Skip to page content
USDA Forest Service
  
Treesearch

Research & Development Treesearch

 
Treesearch Home
About Treesearch
Contact Us
Research & Development
Forest Products Lab
International Institute of Tropical Forestry
Northern
Pacific Northwest
Pacific Southwest
Rocky Mountain
Southern Research Station
Help
 

GeoTreesearch


Science.gov - We Participate


USA.gov  Government Made Easy


Global Forest Information Service

US Forest Service
P.O. Box 96090
Washington, D.C.
20090-6090

(202) 205-8333

You are here: Home / Search / Publication Information
Bookmark and Share

Publication Information

(1,011 KB)

Title: Forest fragmentation in the Pacific Northwest: quantification and correlations

Author: Butler, Brett J.; Swenson, Jennifer J.; Alig, Ralph J.

Date: 2004

Source: Forest Ecology and Management. 189: 363-373.

Publication Series: Miscellaneous Publication

Description: A forest fragmentation index was produced for western Oregon and western Washington that combined measures of forested area, percentage edge, and interspersion. While natural, human land-cover, and human land-use processes contribute to forest fragmentation in the region, the drivers of these processes are categorically different. Here we examine forest fragmentation caused by human land-use decisions, which accounts for 20% of the total forest edge in the region. Using multiple linear regression, we developed a model with socio-economic and environmental predictor variables that explains 80% of the variance of the forest fragmentation index across the region. Population density, income, and percentage agriculture were all significant and positively correlated with the fragmentation index. Significantly negative correlations were found between the forest fragmentation index and distance to highway, percentage federal land, slope, and a dummy variable indicating land in Oregon. The three components of the fragmentation index were used as predictor variables in separate regression models and yielded results similar to the composite index. Models run separately for western Oregon and western Washington were similar to the regional model except that distance to highway was only significant in the western Oregon model and income was only significant in the western Washington model.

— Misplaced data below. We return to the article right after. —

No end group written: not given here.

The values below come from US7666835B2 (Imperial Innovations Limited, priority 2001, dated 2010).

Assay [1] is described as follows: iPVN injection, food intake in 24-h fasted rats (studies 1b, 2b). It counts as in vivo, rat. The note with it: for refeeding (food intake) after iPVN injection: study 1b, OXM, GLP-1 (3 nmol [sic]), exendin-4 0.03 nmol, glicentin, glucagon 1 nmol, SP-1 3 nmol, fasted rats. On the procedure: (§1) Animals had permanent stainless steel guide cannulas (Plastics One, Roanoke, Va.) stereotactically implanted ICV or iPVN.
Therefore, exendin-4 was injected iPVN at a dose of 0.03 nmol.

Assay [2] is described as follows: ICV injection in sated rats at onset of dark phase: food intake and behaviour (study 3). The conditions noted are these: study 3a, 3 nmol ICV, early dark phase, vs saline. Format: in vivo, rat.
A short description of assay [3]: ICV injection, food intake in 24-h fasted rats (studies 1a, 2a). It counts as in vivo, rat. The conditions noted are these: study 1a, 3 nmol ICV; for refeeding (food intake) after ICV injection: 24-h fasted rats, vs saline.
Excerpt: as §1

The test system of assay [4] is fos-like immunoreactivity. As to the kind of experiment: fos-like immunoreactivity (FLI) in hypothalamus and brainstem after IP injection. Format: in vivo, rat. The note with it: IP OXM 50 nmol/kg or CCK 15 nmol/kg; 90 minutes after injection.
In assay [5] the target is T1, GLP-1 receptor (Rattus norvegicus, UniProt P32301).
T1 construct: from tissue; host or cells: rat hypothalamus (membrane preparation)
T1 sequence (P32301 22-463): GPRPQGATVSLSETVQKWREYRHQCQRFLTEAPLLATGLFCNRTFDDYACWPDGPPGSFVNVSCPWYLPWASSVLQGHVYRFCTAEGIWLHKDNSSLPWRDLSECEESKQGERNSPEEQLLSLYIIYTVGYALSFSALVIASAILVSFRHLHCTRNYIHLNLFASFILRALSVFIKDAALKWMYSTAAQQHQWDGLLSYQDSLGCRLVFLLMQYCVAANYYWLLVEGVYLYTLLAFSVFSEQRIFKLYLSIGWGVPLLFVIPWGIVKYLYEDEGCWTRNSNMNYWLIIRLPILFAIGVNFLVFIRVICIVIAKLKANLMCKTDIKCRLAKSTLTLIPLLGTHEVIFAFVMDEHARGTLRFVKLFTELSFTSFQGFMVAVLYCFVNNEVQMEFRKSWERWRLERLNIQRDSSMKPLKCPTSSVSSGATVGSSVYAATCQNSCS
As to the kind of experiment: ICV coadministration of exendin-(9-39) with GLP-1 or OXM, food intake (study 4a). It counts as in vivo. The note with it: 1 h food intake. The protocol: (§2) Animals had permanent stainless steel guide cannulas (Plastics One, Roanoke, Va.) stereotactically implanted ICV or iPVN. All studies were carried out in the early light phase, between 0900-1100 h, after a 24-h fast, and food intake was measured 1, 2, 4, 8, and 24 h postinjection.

Keywords: land-use, land-rent, spatial patterns

Publication Notes:

  • We recommend that you also print this page and attach it to the printout of the article, to retain the full citation information.
  • This article was written and prepared by U.S. Government employees on official time, and is therefore in the public domain.
  • This publication may be available in hard copy. Check the Northern Research Station web site to request a printed copy of this publication.
  • Our on-line publications are scanned and captured using Adobe Acrobat. During the capture process some typographical errors may occur. Please contact Sharon Hobrla, shobrla@fs.fed.us if you notice any errors which make this publication unusable.

XML: View XML

Citation:


Butler, Brett J.; Swenson, Jennifer J.; Alig, Ralph J. 2004. Forest fragmentation in the Pacific Northwest: quantification and correlations. Forest Ecology and Management. 189: 363-373.

 


 [ Get Acrobat ]  Get the latest version of the Adobe Acrobat reader or Acrobat Reader for Windows with Search and Accessibility

USDA logo which links to the department's national site. Forest Service logo which links to the agency's national site.